Champions' flexibility isn't limited to your hero's appearance. You'll also face the daunting option of using a preset power template or creating an original one by choosing from a list of beginning powers. The templates help you get a good sense of how far you can take your concept, and they include most of the archetypes you'd expect: fire, ice, telekinesis, sorcery, martial arts, and so forth. But this introductory choice is simply a starting block, and unlike in most MMO games, you aren't locking yourself into a branching but mostly predetermined path. As you level up and visit trainers at aptly named powerhouses, you can pick and choose powers from various disciplines. There is still a progression system here, so you need to meet certain requirements before powers become available, but if you think your dual-clawed wolfman should be able to summon the undead, then so he shall. You won't be able to fly faster than a speeding bullet at first, but as soon as you escape the initial area, you can choose from a number of travel powers, like teleportation, webswinging, and, of course, flying.
All this plasticity is exciting, but as you might reasonably expect, it comes at the expense of balance and effectiveness. Your hero may be wholly original, but the more out-there your concept is, the less fun he or she will be to play. This seems practically inevitable given the slow pace at which wholly new powers are handed out. Because you get to choose a new skill only every three levels or so, you're constantly torn between cool possibilities and effective ones. Spending your available points on a chain-whipping power is incredibly tempting, though the far-less-exciting passive regeneration boost may be your better choice, which makes the next three-level wait feel even longer. Unfortunately, an interesting hero isn't necessarily a strong hero. A launch-day rebalancing weakened a broad range of powers, making mix-and-match characters more likely to frequently die and therefore less fun to play as than during the early-access playtime. The nature of the genre dictates that skills are balanced and rebalanced over time, but for now, certain combinations are heavily favored. Champions Online offers some relief from the usual MMO business of rushing to a Web site to research effective builds in advance--but it doesn't break free of these trappings, which eventually dampens the early "Look what I made!" glee.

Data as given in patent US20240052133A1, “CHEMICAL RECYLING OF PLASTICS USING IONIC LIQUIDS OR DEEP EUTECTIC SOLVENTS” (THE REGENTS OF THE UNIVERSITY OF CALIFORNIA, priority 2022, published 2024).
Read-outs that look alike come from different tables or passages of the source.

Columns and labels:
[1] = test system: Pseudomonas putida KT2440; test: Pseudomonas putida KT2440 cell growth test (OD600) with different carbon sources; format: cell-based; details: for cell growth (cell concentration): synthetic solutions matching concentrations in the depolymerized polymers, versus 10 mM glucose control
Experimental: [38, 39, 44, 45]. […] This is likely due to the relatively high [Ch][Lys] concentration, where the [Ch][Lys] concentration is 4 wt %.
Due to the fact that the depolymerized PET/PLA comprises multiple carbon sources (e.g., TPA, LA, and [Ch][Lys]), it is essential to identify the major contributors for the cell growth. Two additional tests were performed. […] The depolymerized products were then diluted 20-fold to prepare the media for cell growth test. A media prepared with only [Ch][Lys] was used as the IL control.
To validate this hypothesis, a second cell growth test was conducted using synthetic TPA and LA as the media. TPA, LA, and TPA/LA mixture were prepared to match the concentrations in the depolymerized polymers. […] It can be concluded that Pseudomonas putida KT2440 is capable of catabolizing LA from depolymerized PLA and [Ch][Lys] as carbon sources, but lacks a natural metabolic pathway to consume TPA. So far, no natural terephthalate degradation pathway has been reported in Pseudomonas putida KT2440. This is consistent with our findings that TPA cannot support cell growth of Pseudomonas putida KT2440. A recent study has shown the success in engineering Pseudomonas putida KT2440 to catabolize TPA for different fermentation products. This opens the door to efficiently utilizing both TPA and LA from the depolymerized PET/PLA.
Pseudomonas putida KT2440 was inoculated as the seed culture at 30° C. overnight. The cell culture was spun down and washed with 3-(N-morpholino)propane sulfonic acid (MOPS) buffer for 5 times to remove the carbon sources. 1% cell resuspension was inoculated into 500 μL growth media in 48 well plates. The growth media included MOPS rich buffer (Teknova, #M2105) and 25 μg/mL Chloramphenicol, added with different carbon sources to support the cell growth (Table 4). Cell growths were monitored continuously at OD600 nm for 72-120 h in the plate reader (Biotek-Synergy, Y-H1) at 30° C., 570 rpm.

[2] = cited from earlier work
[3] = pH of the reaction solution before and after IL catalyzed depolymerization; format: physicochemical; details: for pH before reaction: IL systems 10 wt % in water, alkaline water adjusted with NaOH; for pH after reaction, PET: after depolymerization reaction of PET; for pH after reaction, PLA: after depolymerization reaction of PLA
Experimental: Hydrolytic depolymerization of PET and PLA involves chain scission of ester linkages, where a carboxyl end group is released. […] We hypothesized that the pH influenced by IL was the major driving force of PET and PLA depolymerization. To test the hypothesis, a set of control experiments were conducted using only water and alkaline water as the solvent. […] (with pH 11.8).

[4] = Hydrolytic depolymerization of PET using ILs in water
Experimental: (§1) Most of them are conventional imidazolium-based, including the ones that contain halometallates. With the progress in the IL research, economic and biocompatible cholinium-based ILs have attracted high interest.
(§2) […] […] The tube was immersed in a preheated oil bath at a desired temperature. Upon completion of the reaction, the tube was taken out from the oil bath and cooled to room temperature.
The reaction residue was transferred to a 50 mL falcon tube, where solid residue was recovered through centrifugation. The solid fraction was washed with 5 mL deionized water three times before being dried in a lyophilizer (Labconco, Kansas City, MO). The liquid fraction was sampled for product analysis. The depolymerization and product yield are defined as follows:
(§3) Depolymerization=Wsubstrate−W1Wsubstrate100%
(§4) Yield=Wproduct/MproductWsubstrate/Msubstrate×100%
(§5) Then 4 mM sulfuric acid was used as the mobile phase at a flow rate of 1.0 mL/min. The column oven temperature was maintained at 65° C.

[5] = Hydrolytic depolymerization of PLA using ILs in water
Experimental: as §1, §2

Champions Online's positive first impressions extend from the character creation into your initial glimpse of Millennium City and the strong art that brings it to life. The tutorial area will get you accustomed not only to gameplay basics such as talking to contacts and using your powers, but also to its vibrant, cel-shaded visual style. Characters and environmental features alike are surrounded by a rather heavy black outline, an effect that comes across as somewhat over the top in the first few hours (fortunately, you can turn the outline off if you think it makes things look too muddy). Once you leave the starting area and expand your horizons, that effect becomes less garish, and you'll grow to appreciate the bold strokes used to create this comic book universe. True to its graphic novel inspirations, Champions uses a vivid color palette and keeps textural details to a minimum, though that isn't to say there aren't plenty of visual pleasures. Billboards towering overhead (or underneath you, if you are flying about), cragged desert cliffs, and warehouses teeming with fiery demons give you plenty to gawk at.
Your powers--and those of others--further brighten the crisp visuals. Most power effects are cool and colorful, which makes them a blast to perform. That's a very good thing, because Champions Online is all about combat, constantly pitting you against large numbers of villains and goons as it ushers you from one objective to the next. You have one basic power that does minimal damage but increases your energy reserves, while your main abilities draw from this energy pool and, in many cases, can be charged for greater effectiveness. You can also tap hotkeys attached to certain powers for different effects, and you actively block by holding the shift key and tap a key to break free from holds. As a result of all this power charging and energy balancing, you'll be more active during battles than in most similar games, switching quickly between targets and grabbing temporary power-ups when enemies drop them, all while firing off shards of ice or summoning minions to your side.